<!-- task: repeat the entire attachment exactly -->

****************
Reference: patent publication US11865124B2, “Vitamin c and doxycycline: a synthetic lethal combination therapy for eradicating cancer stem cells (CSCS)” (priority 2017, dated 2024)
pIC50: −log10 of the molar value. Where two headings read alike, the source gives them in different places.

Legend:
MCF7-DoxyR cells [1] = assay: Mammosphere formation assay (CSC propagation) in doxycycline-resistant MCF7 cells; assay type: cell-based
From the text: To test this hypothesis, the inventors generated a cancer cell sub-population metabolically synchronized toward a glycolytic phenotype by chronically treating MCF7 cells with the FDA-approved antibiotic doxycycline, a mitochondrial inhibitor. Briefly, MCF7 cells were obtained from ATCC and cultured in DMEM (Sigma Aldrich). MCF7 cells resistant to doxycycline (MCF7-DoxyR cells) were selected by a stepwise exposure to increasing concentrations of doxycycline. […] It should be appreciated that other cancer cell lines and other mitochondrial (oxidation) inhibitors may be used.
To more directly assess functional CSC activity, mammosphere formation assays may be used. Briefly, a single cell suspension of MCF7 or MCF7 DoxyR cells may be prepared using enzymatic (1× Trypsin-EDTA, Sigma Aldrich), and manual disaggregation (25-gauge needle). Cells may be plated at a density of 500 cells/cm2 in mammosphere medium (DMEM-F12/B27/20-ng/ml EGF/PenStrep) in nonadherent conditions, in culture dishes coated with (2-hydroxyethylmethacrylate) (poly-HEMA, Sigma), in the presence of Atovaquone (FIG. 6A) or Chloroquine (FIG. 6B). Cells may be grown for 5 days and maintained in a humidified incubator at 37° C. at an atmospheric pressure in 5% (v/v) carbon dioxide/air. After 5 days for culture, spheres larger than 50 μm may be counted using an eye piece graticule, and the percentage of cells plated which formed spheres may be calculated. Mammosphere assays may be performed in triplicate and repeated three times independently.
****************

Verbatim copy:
Reference: patent publication US11865124B2, “Vitamin c and doxycycline: a synthetic lethal combination therapy for eradicating cancer stem cells (CSCS)” (priority 2017, dated 2024)
pIC50: −log10 of the molar value. Where two headings read alike, the source gives them in different places.

Legend:
MCF7-DoxyR cells [1] = assay: Mammosphere formation assay (CSC propagation) in doxycycline-resistant MCF7 cells; assay type: cell-based
From the text: To test this hypothesis, the inventors generated a cancer cell sub-population metabolically synchronized toward a glycolytic phenotype by chronically treating MCF7 cells with the FDA-approved antibiotic doxycycline, a mitochondrial inhibitor. Briefly, MCF7 cells were obtained from ATCC and cultured in DMEM (Sigma Aldrich). MCF7 cells resistant to doxycycline (MCF7-DoxyR cells) were selected by a stepwise exposure to increasing concentrations of doxycycline. […] It should be appreciated that other cancer cell lines and other mitochondrial (oxidation) inhibitors may be used.
To more directly assess functional CSC activity, mammosphere formation assays may be used. Briefly, a single cell suspension of MCF7 or MCF7 DoxyR cells may be prepared using enzymatic (1× Trypsin-EDTA, Sigma Aldrich), and manual disaggregation (25-gauge needle). Cells may be plated at a density of 500 cells/cm2 in mammosphere medium (DMEM-F12/B27/20-ng/ml EGF/PenStrep) in nonadherent conditions, in culture dishes coated with (2-hydroxyethylmethacrylate) (poly-HEMA, Sigma), in the presence of Atovaquone (FIG. 6A) or Chloroquine (FIG. 6B). Cells may be grown for 5 days and maintained in a humidified incubator at 37° C. at an atmospheric pressure in 5% (v/v) carbon dioxide/air. After 5 days for culture, spheres larger than 50 μm may be counted using an eye piece graticule, and the percentage of cells plated which formed spheres may be calculated. Mammosphere assays may be performed in triplicate and repeated three times independently.